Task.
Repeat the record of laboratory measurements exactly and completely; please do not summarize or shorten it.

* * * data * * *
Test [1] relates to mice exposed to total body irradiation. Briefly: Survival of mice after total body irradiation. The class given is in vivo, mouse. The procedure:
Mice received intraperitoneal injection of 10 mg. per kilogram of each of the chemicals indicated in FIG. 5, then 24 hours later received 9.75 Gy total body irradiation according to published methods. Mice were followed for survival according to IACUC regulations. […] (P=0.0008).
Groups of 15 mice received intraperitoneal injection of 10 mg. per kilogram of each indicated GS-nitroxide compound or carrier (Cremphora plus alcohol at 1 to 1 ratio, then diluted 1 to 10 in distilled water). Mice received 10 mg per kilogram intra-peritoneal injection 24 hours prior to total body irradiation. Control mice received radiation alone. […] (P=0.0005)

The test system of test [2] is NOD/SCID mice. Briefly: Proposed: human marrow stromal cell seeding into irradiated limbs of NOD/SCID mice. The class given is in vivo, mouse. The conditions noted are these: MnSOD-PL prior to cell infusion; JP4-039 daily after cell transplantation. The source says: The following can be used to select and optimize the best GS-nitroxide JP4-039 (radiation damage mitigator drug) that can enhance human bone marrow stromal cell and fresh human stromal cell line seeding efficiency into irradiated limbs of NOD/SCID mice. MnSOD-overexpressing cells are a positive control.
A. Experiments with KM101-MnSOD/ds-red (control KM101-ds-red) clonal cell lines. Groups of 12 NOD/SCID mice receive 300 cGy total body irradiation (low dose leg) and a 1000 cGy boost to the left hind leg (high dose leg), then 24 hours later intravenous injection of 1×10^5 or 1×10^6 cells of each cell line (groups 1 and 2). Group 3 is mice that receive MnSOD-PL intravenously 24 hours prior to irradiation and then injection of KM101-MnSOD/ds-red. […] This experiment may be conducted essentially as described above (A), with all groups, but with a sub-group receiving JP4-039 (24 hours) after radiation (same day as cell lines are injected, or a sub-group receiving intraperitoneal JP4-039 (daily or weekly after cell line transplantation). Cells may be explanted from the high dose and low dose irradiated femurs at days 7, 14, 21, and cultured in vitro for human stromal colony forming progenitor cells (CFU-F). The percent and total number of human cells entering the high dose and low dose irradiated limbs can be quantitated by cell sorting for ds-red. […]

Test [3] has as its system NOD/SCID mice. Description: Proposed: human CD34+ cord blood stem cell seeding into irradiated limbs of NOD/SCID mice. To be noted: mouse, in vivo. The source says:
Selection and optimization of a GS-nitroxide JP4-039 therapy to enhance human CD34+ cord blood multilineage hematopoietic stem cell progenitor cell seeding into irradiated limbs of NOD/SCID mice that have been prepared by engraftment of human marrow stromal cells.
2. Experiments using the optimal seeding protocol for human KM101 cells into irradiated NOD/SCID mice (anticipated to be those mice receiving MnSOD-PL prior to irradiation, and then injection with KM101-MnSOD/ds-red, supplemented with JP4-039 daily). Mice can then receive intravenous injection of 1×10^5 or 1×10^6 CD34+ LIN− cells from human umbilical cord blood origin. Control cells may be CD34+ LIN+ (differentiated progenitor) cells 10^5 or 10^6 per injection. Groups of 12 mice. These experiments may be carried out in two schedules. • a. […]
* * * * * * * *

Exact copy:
Test [1] relates to mice exposed to total body irradiation. Briefly: Survival of mice after total body irradiation. The class given is in vivo, mouse. The procedure:
Mice received intraperitoneal injection of 10 mg. per kilogram of each of the chemicals indicated in FIG. 5, then 24 hours later received 9.75 Gy total body irradiation according to published methods. Mice were followed for survival according to IACUC regulations. […] (P=0.0008).
Groups of 15 mice received intraperitoneal injection of 10 mg. per kilogram of each indicated GS-nitroxide compound or carrier (Cremphora plus alcohol at 1 to 1 ratio, then diluted 1 to 10 in distilled water). Mice received 10 mg per kilogram intra-peritoneal injection 24 hours prior to total body irradiation. Control mice received radiation alone. […] (P=0.0005)

The test system of test [2] is NOD/SCID mice. Briefly: Proposed: human marrow stromal cell seeding into irradiated limbs of NOD/SCID mice. The class given is in vivo, mouse. The conditions noted are these: MnSOD-PL prior to cell infusion; JP4-039 daily after cell transplantation. The source says: The following can be used to select and optimize the best GS-nitroxide JP4-039 (radiation damage mitigator drug) that can enhance human bone marrow stromal cell and fresh human stromal cell line seeding efficiency into irradiated limbs of NOD/SCID mice. MnSOD-overexpressing cells are a positive control.
A. Experiments with KM101-MnSOD/ds-red (control KM101-ds-red) clonal cell lines. Groups of 12 NOD/SCID mice receive 300 cGy total body irradiation (low dose leg) and a 1000 cGy boost to the left hind leg (high dose leg), then 24 hours later intravenous injection of 1×10^5 or 1×10^6 cells of each cell line (groups 1 and 2). Group 3 is mice that receive MnSOD-PL intravenously 24 hours prior to irradiation and then injection of KM101-MnSOD/ds-red. […] This experiment may be conducted essentially as described above (A), with all groups, but with a sub-group receiving JP4-039 (24 hours) after radiation (same day as cell lines are injected, or a sub-group receiving intraperitoneal JP4-039 (daily or weekly after cell line transplantation). Cells may be explanted from the high dose and low dose irradiated femurs at days 7, 14, 21, and cultured in vitro for human stromal colony forming progenitor cells (CFU-F). The percent and total number of human cells entering the high dose and low dose irradiated limbs can be quantitated by cell sorting for ds-red. […]

Test [3] has as its system NOD/SCID mice. Description: Proposed: human CD34+ cord blood stem cell seeding into irradiated limbs of NOD/SCID mice. To be noted: mouse, in vivo. The source says:
Selection and optimization of a GS-nitroxide JP4-039 therapy to enhance human CD34+ cord blood multilineage hematopoietic stem cell progenitor cell seeding into irradiated limbs of NOD/SCID mice that have been prepared by engraftment of human marrow stromal cells.
2. Experiments using the optimal seeding protocol for human KM101 cells into irradiated NOD/SCID mice (anticipated to be those mice receiving MnSOD-PL prior to irradiation, and then injection with KM101-MnSOD/ds-red, supplemented with JP4-039 daily). Mice can then receive intravenous injection of 1×10^5 or 1×10^6 CD34+ LIN− cells from human umbilical cord blood origin. Control cells may be CD34+ LIN+ (differentiated progenitor) cells 10^5 or 10^6 per injection. Groups of 12 mice. These experiments may be carried out in two schedules. • a. […]